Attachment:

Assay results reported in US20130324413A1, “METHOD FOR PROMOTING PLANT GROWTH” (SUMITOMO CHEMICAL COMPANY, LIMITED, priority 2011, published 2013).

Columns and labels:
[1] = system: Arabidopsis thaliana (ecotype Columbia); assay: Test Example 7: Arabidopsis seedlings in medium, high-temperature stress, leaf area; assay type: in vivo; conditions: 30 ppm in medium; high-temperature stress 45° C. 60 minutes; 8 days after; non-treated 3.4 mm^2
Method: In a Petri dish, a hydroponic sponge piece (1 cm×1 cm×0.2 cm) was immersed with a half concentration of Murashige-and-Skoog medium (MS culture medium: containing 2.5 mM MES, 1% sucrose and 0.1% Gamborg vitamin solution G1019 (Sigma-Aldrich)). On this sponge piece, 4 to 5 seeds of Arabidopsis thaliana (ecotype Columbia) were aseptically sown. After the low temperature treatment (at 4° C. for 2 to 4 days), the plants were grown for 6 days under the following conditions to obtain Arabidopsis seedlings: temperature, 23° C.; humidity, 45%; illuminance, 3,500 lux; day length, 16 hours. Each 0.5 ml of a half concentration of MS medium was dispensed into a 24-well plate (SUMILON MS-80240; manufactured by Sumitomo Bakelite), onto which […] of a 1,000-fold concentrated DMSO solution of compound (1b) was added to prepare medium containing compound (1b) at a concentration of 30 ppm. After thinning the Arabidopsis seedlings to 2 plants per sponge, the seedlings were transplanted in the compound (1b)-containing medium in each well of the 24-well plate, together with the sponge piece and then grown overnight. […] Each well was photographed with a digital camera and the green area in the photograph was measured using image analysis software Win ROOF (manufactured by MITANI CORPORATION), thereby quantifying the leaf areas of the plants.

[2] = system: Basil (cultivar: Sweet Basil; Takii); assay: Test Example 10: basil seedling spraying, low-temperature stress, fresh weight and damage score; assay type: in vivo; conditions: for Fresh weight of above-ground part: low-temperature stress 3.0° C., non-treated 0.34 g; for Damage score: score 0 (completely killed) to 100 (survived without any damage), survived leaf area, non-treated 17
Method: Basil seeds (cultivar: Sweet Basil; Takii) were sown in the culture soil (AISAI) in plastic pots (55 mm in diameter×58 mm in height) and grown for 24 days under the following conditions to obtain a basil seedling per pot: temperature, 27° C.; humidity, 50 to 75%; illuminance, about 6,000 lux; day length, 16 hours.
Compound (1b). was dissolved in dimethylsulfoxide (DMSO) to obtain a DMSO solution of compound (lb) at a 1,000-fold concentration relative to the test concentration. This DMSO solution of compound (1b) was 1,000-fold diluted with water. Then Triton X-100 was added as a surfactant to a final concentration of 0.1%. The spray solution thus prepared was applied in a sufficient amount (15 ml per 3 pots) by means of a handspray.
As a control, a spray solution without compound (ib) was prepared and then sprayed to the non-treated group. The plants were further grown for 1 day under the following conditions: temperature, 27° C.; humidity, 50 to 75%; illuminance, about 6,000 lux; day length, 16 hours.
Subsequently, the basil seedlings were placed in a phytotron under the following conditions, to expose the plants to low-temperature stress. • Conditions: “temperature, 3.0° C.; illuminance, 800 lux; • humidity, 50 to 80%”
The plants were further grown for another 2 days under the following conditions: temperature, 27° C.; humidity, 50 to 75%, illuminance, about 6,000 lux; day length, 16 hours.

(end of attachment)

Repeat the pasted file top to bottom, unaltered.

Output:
Assay results reported in US20130324413A1, “METHOD FOR PROMOTING PLANT GROWTH” (SUMITOMO CHEMICAL COMPANY, LIMITED, priority 2011, published 2013).

Columns and labels:
[1] = system: Arabidopsis thaliana (ecotype Columbia); assay: Test Example 7: Arabidopsis seedlings in medium, high-temperature stress, leaf area; assay type: in vivo; conditions: 30 ppm in medium; high-temperature stress 45° C. 60 minutes; 8 days after; non-treated 3.4 mm^2
Method: In a Petri dish, a hydroponic sponge piece (1 cm×1 cm×0.2 cm) was immersed with a half concentration of Murashige-and-Skoog medium (MS culture medium: containing 2.5 mM MES, 1% sucrose and 0.1% Gamborg vitamin solution G1019 (Sigma-Aldrich)). On this sponge piece, 4 to 5 seeds of Arabidopsis thaliana (ecotype Columbia) were aseptically sown. After the low temperature treatment (at 4° C. for 2 to 4 days), the plants were grown for 6 days under the following conditions to obtain Arabidopsis seedlings: temperature, 23° C.; humidity, 45%; illuminance, 3,500 lux; day length, 16 hours. Each 0.5 ml of a half concentration of MS medium was dispensed into a 24-well plate (SUMILON MS-80240; manufactured by Sumitomo Bakelite), onto which […] of a 1,000-fold concentrated DMSO solution of compound (1b) was added to prepare medium containing compound (1b) at a concentration of 30 ppm. After thinning the Arabidopsis seedlings to 2 plants per sponge, the seedlings were transplanted in the compound (1b)-containing medium in each well of the 24-well plate, together with the sponge piece and then grown overnight. […] Each well was photographed with a digital camera and the green area in the photograph was measured using image analysis software Win ROOF (manufactured by MITANI CORPORATION), thereby quantifying the leaf areas of the plants.

[2] = system: Basil (cultivar: Sweet Basil; Takii); assay: Test Example 10: basil seedling spraying, low-temperature stress, fresh weight and damage score; assay type: in vivo; conditions: for Fresh weight of above-ground part: low-temperature stress 3.0° C., non-treated 0.34 g; for Damage score: score 0 (completely killed) to 100 (survived without any damage), survived leaf area, non-treated 17
Method: Basil seeds (cultivar: Sweet Basil; Takii) were sown in the culture soil (AISAI) in plastic pots (55 mm in diameter×58 mm in height) and grown for 24 days under the following conditions to obtain a basil seedling per pot: temperature, 27° C.; humidity, 50 to 75%; illuminance, about 6,000 lux; day length, 16 hours.
Compound (1b). was dissolved in dimethylsulfoxide (DMSO) to obtain a DMSO solution of compound (lb) at a 1,000-fold concentration relative to the test concentration. This DMSO solution of compound (1b) was 1,000-fold diluted with water. Then Triton X-100 was added as a surfactant to a final concentration of 0.1%. The spray solution thus prepared was applied in a sufficient amount (15 ml per 3 pots) by means of a handspray.
As a control, a spray solution without compound (ib) was prepared and then sprayed to the non-treated group. The plants were further grown for 1 day under the following conditions: temperature, 27° C.; humidity, 50 to 75%; illuminance, about 6,000 lux; day length, 16 hours.
Subsequently, the basil seedlings were placed in a phytotron under the following conditions, to expose the plants to low-temperature stress. • Conditions: “temperature, 3.0° C.; illuminance, 800 lux; • humidity, 50 to 80%”
The plants were further grown for another 2 days under the following conditions: temperature, 27° C.; humidity, 50 to 75%, illuminance, about 6,000 lux; day length, 16 hours.